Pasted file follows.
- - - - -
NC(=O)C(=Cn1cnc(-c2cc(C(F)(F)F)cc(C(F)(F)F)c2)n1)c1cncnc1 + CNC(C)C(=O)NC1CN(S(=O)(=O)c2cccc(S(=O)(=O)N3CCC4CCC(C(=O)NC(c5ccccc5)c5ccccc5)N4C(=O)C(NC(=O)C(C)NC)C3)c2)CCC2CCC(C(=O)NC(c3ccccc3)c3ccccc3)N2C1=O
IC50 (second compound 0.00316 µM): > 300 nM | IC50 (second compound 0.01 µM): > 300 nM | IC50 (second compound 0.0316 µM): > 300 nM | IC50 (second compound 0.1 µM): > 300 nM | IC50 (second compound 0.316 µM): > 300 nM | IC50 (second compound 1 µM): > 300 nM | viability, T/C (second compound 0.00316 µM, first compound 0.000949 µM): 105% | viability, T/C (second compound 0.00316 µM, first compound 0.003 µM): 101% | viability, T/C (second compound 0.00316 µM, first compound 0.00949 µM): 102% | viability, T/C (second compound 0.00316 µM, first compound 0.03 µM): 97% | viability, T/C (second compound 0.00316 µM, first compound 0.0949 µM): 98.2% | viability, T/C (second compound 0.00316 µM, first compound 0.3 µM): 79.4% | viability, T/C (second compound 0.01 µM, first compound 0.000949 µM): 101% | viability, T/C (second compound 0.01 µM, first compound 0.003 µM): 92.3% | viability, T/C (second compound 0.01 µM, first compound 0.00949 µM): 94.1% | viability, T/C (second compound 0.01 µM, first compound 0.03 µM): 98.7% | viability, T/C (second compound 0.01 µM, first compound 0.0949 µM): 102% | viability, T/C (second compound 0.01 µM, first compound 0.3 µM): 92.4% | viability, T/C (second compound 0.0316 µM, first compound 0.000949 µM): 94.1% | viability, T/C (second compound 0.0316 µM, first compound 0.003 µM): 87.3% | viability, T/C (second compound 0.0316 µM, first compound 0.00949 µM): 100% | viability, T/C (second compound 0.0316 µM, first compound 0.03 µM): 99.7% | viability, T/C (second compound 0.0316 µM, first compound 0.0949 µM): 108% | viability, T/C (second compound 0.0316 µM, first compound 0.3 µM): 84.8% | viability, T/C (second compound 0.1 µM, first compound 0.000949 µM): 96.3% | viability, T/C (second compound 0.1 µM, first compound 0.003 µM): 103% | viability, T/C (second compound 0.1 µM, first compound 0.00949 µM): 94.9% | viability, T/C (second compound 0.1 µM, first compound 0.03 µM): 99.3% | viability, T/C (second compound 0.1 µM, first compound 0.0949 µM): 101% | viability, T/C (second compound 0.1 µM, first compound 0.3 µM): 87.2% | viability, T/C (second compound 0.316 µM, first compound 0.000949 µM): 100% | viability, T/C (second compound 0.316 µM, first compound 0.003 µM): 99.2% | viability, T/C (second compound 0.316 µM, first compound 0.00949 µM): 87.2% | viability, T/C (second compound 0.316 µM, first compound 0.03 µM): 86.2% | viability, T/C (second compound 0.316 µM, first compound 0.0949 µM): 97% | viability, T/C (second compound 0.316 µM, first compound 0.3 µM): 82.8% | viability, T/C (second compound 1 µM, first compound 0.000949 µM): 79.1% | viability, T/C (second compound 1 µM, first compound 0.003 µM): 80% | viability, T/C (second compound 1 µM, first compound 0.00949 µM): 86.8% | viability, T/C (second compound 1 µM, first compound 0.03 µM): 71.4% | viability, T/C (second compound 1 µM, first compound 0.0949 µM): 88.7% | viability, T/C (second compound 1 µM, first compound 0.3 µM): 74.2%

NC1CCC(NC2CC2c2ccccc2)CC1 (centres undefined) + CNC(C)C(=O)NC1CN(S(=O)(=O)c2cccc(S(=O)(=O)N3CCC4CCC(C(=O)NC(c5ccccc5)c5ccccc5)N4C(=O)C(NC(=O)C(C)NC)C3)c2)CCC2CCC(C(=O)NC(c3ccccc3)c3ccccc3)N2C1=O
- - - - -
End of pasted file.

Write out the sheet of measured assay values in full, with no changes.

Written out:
NC(=O)C(=Cn1cnc(-c2cc(C(F)(F)F)cc(C(F)(F)F)c2)n1)c1cncnc1 + CNC(C)C(=O)NC1CN(S(=O)(=O)c2cccc(S(=O)(=O)N3CCC4CCC(C(=O)NC(c5ccccc5)c5ccccc5)N4C(=O)C(NC(=O)C(C)NC)C3)c2)CCC2CCC(C(=O)NC(c3ccccc3)c3ccccc3)N2C1=O
IC50 (second compound 0.00316 µM): > 300 nM | IC50 (second compound 0.01 µM): > 300 nM | IC50 (second compound 0.0316 µM): > 300 nM | IC50 (second compound 0.1 µM): > 300 nM | IC50 (second compound 0.316 µM): > 300 nM | IC50 (second compound 1 µM): > 300 nM | viability, T/C (second compound 0.00316 µM, first compound 0.000949 µM): 105% | viability, T/C (second compound 0.00316 µM, first compound 0.003 µM): 101% | viability, T/C (second compound 0.00316 µM, first compound 0.00949 µM): 102% | viability, T/C (second compound 0.00316 µM, first compound 0.03 µM): 97% | viability, T/C (second compound 0.00316 µM, first compound 0.0949 µM): 98.2% | viability, T/C (second compound 0.00316 µM, first compound 0.3 µM): 79.4% | viability, T/C (second compound 0.01 µM, first compound 0.000949 µM): 101% | viability, T/C (second compound 0.01 µM, first compound 0.003 µM): 92.3% | viability, T/C (second compound 0.01 µM, first compound 0.00949 µM): 94.1% | viability, T/C (second compound 0.01 µM, first compound 0.03 µM): 98.7% | viability, T/C (second compound 0.01 µM, first compound 0.0949 µM): 102% | viability, T/C (second compound 0.01 µM, first compound 0.3 µM): 92.4% | viability, T/C (second compound 0.0316 µM, first compound 0.000949 µM): 94.1% | viability, T/C (second compound 0.0316 µM, first compound 0.003 µM): 87.3% | viability, T/C (second compound 0.0316 µM, first compound 0.00949 µM): 100% | viability, T/C (second compound 0.0316 µM, first compound 0.03 µM): 99.7% | viability, T/C (second compound 0.0316 µM, first compound 0.0949 µM): 108% | viability, T/C (second compound 0.0316 µM, first compound 0.3 µM): 84.8% | viability, T/C (second compound 0.1 µM, first compound 0.000949 µM): 96.3% | viability, T/C (second compound 0.1 µM, first compound 0.003 µM): 103% | viability, T/C (second compound 0.1 µM, first compound 0.00949 µM): 94.9% | viability, T/C (second compound 0.1 µM, first compound 0.03 µM): 99.3% | viability, T/C (second compound 0.1 µM, first compound 0.0949 µM): 101% | viability, T/C (second compound 0.1 µM, first compound 0.3 µM): 87.2% | viability, T/C (second compound 0.316 µM, first compound 0.000949 µM): 100% | viability, T/C (second compound 0.316 µM, first compound 0.003 µM): 99.2% | viability, T/C (second compound 0.316 µM, first compound 0.00949 µM): 87.2% | viability, T/C (second compound 0.316 µM, first compound 0.03 µM): 86.2% | viability, T/C (second compound 0.316 µM, first compound 0.0949 µM): 97% | viability, T/C (second compound 0.316 µM, first compound 0.3 µM): 82.8% | viability, T/C (second compound 1 µM, first compound 0.000949 µM): 79.1% | viability, T/C (second compound 1 µM, first compound 0.003 µM): 80% | viability, T/C (second compound 1 µM, first compound 0.00949 µM): 86.8% | viability, T/C (second compound 1 µM, first compound 0.03 µM): 71.4% | viability, T/C (second compound 1 µM, first compound 0.0949 µM): 88.7% | viability, T/C (second compound 1 µM, first compound 0.3 µM): 74.2%

NC1CCC(NC2CC2c2ccccc2)CC1 (centres undefined) + CNC(C)C(=O)NC1CN(S(=O)(=O)c2cccc(S(=O)(=O)N3CCC4CCC(C(=O)NC(c5ccccc5)c5ccccc5)N4C(=O)C(NC(=O)C(C)NC)C3)c2)CCC2CCC(C(=O)NC(c3ccccc3)c3ccccc3)N2C1=O